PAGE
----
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Abstract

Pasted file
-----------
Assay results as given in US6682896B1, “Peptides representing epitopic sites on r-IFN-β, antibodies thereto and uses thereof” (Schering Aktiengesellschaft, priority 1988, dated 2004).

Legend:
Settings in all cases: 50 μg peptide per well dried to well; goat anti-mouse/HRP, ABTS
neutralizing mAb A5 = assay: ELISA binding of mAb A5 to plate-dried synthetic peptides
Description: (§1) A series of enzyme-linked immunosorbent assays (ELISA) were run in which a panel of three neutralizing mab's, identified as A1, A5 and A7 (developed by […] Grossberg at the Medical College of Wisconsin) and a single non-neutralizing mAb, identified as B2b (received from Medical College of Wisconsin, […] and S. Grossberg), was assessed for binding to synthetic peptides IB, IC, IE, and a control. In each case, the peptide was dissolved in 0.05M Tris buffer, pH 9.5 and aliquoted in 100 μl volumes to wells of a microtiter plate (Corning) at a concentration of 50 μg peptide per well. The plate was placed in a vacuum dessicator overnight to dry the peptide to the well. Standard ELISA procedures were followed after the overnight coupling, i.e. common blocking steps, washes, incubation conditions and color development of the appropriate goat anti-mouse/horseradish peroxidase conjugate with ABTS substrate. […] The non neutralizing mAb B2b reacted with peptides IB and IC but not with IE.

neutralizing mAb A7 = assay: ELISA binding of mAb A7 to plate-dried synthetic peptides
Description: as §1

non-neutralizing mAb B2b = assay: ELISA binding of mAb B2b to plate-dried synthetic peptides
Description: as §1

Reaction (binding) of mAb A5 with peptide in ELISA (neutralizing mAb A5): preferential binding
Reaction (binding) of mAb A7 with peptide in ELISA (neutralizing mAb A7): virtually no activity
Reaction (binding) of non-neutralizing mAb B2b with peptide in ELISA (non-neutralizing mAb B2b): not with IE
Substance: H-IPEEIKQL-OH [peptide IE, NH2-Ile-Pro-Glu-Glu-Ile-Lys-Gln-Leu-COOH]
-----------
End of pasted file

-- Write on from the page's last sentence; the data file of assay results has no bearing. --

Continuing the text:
I tested hypotheses derived from the agent–system model of justice specifying that, among the different types of justice, interpersonal and informational justice explain the most unique variance in counterproductive work behavior (CWB) directed toward one's supervisor, and procedural justice explains the most unique variance in CWB directed toward one's organization. I also tested whether individuals' desires for revenge against one's supervisor and one's organization mediate certain justice–CWB relationships. Results (N = 424) provided considerable support for the study hypotheses, showing that employees tend to direct their CWB toward the source of perceived mistreatment, and that desires for revenge explain part, but not all, of the relationships between some types of injustice and CWB. Implications for theory, research, and practice are discussed. Copyright © 2008 John Wiley & Sons, Ltd.